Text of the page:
The Extraordinary Book of Doors, by Anne E.G. Nydam (Createspace, 2014), is a lovely one indeed, opening up fantastic adventures for two ordinary kids.
It begins with Chen Connolly finding a copy of Serlio's Extraordinary Book of Doors seemingly abandoned beneath a park bench in Cleveland. The book is what it sounds like--Serlio was a tremendously influential Renaissance architect, and this book is essentially a illustrated catalogue of doors. But the book is magical. The embossed key on the cover detaches, allowing Chen to travel through the doors to the buildings that wait inside them.
And at the same time, a quirky girl named Polly in Massachusetts comes upon a second copy of the book, one that belonged to Benjamin Franklin. Her book and key work the same way...but on the backs of each door, Franklin has left cryptic clues--and if they can be solved, they'll provide the information needed to claim a bequest Franklin established during his lifetime to be used for humanitarian and educational purposes.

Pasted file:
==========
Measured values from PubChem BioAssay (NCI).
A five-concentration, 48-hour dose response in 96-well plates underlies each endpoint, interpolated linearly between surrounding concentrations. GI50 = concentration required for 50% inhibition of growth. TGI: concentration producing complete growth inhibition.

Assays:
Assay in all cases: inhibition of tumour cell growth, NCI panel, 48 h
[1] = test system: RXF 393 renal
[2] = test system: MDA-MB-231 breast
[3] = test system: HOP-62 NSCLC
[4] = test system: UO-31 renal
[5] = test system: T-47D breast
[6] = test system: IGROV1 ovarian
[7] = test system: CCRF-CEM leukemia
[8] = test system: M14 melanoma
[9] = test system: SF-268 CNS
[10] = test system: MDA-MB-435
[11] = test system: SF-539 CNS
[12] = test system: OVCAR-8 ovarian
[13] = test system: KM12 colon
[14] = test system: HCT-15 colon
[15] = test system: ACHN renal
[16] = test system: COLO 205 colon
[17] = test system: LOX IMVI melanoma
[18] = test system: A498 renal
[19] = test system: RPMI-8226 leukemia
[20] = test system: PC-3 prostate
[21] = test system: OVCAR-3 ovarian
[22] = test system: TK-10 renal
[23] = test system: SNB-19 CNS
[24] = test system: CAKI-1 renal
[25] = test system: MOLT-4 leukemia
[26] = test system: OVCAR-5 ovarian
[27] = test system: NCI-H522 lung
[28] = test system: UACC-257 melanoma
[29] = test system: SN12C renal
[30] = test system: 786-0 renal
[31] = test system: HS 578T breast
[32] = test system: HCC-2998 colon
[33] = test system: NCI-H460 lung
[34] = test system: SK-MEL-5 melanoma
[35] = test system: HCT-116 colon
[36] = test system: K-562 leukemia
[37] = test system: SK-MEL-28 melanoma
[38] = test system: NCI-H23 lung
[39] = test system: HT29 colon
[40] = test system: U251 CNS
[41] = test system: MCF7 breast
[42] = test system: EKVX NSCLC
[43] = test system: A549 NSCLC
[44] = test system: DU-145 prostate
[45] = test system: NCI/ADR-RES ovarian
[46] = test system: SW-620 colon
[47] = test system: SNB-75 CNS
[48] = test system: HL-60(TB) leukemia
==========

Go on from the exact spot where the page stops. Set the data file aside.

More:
It is an absolutely lovey premise, made even more so by the black and white illustrations of doors drawn by the author (some based on Serlio's doors, some imaginary) included throughout! And it's an exciting adventure, too, given depth by the friendship, at first uncertain, that grows between Chen and Polly.
Do not be deterred by the fact that this is a self-published book--I noticed no infelicities of editing (such as are found, all too often, here at my own blog; sigh).
Bonus: Chen is adopted, presumably from China (his given name is a Chinese surname, sometimes used in the US as a first name) making this one for my list of multicultural speculative fiction books.
Secondary bonus: probably I was taught about Serlio somewhere back in the day, but I'd forgotten about him. I feel better educated now. I also feel like drawing doors.
disclaimer: review copy received from the author.